Merely to recapitulate some of the items which have been recently withdrawn from their storage locations for various research projects may serve to offer a smorgasbord of a few pieces from the magnificent range of materials in the collection. I have selected several examples of these items to bring to your attention in the hope that the contemplation of them they may please you as it has me. Surely, every one of the hundreds of thousands of coins, paper currencies, medals, decorations, tokens, weights, seals, bars, tools, models, studies and sketches, barter items and other pieces in the collection could tell us a story if we had but the patience and the knowledge to let it. But we must probably admit that some pieces are indeed more evocative than others.
A Coronation Medal Of The Holy Roman Empire, 1711
A photo request from Marvin Finnley brought to my attention a splendid coronation medal in the Society’s cabinet. The obverse of this product of the Frankfurt mint features medallic portraits of the emperor and, around him, the six imperial electors in ovals, each with its own legend. The reverse bears the Habsburg imperial double-headed eagle; on its breast is a heart, inscribed CAESARI/ ET/ IMPERIO, beneath the Hungarian crown of St. Stephen; in the field above is VNA CORONA COR VNVM (“one crown, one heart”); in the exergue, CORONATIO/ OPT. PRINC./ MDCCXI. Unfortunately, over the years this specimen has become separated from its documentation, and has had to be entered onto the ANS’ data base with a “dummy” accession number.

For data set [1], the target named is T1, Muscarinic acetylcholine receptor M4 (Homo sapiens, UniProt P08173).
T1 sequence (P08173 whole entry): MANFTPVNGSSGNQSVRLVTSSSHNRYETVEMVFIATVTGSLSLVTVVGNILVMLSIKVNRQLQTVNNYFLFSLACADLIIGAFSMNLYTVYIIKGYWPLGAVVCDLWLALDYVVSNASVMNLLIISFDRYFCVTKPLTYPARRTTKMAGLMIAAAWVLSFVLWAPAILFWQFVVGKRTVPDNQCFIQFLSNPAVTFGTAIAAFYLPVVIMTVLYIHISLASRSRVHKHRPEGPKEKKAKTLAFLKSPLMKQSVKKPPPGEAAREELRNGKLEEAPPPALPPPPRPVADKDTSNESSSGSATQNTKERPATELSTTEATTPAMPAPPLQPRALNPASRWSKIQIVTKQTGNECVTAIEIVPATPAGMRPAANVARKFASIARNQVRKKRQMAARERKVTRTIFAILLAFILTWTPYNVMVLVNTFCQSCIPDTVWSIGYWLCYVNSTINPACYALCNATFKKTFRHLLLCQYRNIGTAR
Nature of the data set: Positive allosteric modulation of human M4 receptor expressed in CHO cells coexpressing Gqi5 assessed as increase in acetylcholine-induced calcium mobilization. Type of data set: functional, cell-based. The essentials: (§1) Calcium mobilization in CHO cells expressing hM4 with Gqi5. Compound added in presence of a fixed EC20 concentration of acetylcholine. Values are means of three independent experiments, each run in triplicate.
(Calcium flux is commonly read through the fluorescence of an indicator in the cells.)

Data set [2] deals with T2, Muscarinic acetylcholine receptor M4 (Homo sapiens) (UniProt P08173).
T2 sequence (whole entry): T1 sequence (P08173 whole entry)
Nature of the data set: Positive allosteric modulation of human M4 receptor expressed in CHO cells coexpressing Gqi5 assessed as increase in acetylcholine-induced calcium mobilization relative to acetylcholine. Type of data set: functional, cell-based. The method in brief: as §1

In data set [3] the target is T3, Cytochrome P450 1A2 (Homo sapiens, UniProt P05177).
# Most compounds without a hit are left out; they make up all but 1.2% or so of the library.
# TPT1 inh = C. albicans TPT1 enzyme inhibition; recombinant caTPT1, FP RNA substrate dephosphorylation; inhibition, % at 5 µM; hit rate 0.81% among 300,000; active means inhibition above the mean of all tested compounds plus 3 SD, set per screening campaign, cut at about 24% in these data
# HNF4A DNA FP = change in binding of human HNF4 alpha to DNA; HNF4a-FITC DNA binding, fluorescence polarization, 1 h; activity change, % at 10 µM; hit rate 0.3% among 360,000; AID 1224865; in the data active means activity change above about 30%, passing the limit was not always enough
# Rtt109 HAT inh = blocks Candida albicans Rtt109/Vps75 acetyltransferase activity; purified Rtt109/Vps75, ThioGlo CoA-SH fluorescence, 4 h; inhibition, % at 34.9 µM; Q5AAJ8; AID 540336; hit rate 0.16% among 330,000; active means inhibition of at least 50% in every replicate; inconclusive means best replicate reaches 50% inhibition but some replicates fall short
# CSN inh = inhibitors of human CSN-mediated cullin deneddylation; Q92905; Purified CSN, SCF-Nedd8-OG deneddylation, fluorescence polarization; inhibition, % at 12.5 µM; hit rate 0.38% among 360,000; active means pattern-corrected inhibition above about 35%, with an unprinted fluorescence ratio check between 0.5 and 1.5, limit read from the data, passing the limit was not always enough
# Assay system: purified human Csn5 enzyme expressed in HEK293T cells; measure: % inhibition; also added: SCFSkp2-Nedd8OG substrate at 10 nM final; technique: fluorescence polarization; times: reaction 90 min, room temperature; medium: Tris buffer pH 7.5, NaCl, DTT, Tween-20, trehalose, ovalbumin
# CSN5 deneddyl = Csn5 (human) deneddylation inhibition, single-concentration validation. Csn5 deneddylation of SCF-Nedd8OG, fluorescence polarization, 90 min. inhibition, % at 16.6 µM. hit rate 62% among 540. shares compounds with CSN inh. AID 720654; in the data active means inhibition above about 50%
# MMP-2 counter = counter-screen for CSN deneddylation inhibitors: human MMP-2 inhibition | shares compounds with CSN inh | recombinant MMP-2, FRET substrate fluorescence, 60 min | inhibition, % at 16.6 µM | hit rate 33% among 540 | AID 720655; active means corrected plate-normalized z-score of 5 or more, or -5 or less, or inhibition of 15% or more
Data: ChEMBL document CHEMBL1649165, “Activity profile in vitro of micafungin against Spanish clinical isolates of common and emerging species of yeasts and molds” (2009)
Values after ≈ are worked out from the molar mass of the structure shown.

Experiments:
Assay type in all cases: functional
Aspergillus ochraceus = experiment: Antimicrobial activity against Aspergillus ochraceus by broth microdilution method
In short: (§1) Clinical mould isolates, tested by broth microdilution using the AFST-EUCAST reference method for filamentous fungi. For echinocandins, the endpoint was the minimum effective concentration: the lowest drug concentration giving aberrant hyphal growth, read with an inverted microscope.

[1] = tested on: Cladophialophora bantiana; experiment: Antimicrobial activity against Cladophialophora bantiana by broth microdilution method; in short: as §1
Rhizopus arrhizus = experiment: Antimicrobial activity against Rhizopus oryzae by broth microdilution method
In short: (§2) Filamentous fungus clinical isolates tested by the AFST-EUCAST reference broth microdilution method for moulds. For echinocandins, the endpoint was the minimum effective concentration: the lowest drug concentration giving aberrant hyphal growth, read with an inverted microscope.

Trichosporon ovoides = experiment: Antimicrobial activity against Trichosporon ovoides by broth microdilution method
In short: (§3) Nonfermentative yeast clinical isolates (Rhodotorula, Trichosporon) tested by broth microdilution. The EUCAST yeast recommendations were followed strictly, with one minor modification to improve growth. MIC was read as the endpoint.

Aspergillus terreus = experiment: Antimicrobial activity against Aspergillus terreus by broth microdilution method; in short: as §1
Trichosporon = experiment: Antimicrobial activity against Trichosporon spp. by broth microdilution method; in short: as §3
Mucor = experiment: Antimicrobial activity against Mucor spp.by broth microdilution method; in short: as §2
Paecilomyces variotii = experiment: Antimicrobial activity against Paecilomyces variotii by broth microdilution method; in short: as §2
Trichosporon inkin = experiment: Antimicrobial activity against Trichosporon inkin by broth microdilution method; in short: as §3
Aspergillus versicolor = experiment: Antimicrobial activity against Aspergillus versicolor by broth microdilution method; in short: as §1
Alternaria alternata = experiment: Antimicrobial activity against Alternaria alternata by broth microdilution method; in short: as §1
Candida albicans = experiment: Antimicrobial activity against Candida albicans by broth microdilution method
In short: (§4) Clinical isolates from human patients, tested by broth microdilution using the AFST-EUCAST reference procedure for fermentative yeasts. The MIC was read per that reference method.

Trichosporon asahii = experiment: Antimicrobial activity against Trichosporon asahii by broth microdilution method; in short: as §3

Holy Roman Empire. Silver coronation medal of Charles VI, 1711, Frankfurt mint
An Early Feminist?